Make a beautiful watercolor flower painting in 30 minutes! Easy tutorial & video for beginners. Lots of tips & techniques to paint loose floral watercolors.
With all the gorgeous spring flowers blooming everywhere it’s time for another watercolor flower painting tutorial! We will be creating a colorful modern loose floral watercolor inspired by garden flowers.
If you are new to watercolor painting, check out our beginners tutorial first: this 3 ways to paint a watercolor rose tutorial teaches you in detail some essential watercolor techniques such as wet on wet, wet on dry, and how to use brushstrokes expressively.
If you are familiar with these foundation techniques, let’s start our watercolor flower painting!
Check out the video tutorial or skip to written tutorial below!
Materials and tools to make a watercolor flower painting
( Some of the helpful resources are affiliate links. Full disclosure here. )
- paper : I really like this Strathmore and this Canson watercolor paper.
- brushes: I like using soft watercolor brushes with a nice pointed tip like these , and this set. They are great for watercolor washes, and for finer details.
- watercolor paints: this is a good basic set, and this is a fabulous artist grade set which I LOVE, and a palette that can be used to mix colors. This palette with lid is a great choice too.
- a jar of water for wetting and rinsing brushes
Step 1: start with the basic structure in a watercolor flower painting
Making a loose floral watercolor painting is similar to making a movie. The structure of the story is created around a few main characters. Think of the bigger flowers as the main characters in a movie, and paint them first to set the structure for your watercolor flower painting.
Here we started with 3 large pink flowers using the wet on wet technique. You can learn more in this detailed tutorial: 3 ways to paint a watercolor rose & 3 best techniques for beginners!
Step 2: add more groups of flowers with different colors, shapes and sizes
Next, paint some purple flowers, followed by yellow and blue flowers. Use all the gorgeous flowers in nature to give you ideas on all the colors, shapes and sizes you can create.
For example, the yellow flowers are inspired by our state flower, the California poppy. The blue flowers are Forget-me-not. 🙂 Nature is the greatest artist!
Step 3: add stems and leaves to our loose floral watercolor
I like to have a range of greens when painting watercolor leaves and stems. When we use a mix of dark and light greens, blue greens, yellow greens, and olive greens, it can add a lot more richness to a painting.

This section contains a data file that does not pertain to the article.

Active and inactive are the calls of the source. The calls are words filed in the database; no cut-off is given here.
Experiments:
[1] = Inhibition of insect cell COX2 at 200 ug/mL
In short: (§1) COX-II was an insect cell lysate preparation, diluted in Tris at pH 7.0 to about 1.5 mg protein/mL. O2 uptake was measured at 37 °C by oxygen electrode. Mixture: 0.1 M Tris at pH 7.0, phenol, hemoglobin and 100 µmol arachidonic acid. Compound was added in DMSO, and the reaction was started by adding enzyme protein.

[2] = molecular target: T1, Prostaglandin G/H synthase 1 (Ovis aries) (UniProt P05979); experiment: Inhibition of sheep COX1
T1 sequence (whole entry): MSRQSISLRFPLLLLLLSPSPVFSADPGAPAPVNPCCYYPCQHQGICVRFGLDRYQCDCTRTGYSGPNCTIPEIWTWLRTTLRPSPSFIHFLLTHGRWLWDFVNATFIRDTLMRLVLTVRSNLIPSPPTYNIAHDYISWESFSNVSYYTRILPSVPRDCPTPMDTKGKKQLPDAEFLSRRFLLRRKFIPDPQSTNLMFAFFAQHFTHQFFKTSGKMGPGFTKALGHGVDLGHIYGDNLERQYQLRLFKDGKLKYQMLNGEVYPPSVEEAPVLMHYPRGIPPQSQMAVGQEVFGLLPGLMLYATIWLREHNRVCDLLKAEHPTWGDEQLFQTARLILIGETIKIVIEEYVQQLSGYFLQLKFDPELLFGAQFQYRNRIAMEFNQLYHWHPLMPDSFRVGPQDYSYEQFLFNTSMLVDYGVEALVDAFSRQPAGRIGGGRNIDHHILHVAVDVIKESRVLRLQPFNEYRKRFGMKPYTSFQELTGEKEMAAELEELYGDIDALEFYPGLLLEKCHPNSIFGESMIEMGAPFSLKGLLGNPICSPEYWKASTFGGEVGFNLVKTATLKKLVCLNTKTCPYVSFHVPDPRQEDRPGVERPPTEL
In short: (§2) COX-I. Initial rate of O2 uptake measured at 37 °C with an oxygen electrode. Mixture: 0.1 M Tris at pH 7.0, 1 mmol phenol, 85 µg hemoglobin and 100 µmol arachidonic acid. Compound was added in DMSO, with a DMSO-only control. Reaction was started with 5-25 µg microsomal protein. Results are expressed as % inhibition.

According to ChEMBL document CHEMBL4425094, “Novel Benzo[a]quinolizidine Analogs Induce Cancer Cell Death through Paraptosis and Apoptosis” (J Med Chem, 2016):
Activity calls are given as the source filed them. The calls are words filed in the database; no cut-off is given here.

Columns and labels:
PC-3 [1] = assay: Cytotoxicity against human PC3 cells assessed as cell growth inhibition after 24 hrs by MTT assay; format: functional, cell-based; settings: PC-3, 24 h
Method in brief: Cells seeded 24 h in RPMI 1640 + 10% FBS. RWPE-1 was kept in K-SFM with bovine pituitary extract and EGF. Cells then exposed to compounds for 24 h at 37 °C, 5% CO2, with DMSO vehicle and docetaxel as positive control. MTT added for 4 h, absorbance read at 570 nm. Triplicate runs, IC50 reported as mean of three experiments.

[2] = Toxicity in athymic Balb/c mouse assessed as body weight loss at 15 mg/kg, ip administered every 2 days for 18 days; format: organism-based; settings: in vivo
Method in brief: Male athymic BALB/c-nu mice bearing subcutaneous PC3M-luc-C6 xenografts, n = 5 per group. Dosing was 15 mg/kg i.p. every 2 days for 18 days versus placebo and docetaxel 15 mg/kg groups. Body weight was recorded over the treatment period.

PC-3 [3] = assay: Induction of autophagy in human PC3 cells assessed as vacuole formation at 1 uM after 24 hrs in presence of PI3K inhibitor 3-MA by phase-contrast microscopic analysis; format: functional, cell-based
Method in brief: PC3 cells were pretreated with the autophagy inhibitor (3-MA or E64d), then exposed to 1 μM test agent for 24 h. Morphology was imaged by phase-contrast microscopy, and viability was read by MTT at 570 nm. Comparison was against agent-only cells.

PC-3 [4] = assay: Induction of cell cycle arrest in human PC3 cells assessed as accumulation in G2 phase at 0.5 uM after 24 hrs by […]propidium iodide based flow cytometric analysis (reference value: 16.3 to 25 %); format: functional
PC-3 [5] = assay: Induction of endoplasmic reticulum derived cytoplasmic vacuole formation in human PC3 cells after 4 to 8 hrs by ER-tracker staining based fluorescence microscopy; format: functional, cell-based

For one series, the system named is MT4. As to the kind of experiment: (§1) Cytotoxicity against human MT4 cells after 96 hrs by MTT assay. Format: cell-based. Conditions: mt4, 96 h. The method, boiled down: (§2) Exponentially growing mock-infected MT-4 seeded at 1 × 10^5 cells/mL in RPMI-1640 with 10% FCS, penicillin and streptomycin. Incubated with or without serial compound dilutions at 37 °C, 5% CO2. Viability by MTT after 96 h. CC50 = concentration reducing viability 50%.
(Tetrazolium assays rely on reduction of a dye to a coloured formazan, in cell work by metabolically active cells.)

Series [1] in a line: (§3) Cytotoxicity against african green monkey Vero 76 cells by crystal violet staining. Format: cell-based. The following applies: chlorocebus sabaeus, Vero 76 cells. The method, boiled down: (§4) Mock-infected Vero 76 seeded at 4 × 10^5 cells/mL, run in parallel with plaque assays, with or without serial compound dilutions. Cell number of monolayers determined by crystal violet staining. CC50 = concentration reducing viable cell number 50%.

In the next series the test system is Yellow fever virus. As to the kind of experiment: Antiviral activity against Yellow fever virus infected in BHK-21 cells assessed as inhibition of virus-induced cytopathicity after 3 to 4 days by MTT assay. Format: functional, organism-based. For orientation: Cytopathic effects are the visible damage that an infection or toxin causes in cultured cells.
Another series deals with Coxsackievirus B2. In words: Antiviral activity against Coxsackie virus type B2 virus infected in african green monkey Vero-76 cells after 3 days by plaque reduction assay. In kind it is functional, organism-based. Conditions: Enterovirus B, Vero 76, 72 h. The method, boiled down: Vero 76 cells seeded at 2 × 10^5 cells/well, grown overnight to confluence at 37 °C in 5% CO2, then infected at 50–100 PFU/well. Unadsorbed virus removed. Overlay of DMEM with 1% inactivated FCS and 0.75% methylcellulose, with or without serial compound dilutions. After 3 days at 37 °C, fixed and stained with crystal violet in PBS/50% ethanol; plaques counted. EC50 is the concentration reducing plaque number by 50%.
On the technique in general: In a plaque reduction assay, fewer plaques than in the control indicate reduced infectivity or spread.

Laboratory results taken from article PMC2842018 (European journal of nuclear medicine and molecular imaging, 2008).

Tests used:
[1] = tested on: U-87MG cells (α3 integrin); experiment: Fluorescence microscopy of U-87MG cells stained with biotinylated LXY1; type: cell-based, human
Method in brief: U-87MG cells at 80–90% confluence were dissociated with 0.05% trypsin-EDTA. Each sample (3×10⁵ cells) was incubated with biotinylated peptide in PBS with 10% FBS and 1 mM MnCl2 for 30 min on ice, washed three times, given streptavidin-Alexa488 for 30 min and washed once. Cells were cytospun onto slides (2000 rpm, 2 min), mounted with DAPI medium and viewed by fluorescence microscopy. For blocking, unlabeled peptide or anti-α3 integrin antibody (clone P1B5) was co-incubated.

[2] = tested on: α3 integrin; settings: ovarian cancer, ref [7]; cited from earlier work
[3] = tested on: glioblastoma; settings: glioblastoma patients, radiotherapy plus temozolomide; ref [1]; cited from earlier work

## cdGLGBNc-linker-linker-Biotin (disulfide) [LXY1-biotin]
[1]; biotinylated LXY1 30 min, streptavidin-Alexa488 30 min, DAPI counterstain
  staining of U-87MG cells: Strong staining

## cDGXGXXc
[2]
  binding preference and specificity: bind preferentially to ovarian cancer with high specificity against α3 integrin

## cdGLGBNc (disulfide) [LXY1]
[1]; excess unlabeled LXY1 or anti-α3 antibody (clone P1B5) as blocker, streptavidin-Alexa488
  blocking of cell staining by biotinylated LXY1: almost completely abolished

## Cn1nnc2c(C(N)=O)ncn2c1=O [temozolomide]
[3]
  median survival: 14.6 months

Mission Gold watercolor paint set has some really beautiful shades of greens and blues which can be mixed together to create endless variations.
Step 4: finishing touches to complete the watercolor flower painting.
Add some bright yellow centers to the blue and purple flowers to make them stand out more.
Step back and look at the overall watercolor flower painting. You might feel that it needs more contrast by adding some darker touches, or it needs a few more leaves or flowers here and there to achieve a better balance.
You may also love: how to paint watercolor flowers in 15 minutes!
Additional watercolor flower painting tips
What is the best watercolor paint?
There are two general groups of watercolor paint: artist grade, and student grade paint.
Artist grade watercolor paint is more expensive because the pigments are more concentrated and colors are made more precise. When you mix them, the colors are less likely to get muddy. The colors are richer and more intense. This painting is made with Mission Gold watercolor paint.
Student grade watercolor paint is cheaper. You can still make very beautiful paintings with them. I have both, when I am doing a quick study or sketch, I often use a student paint set like this.
Is it better to paint from real flowers or photos?
It is actually a great idea to practice both! when we paint from nature, we notice unique details that we often don’t see in photos
On the other hand, a beautiful photo can offer inspirations and ideas we might not find so easily in our surroundings.
Happy painting! See you soon!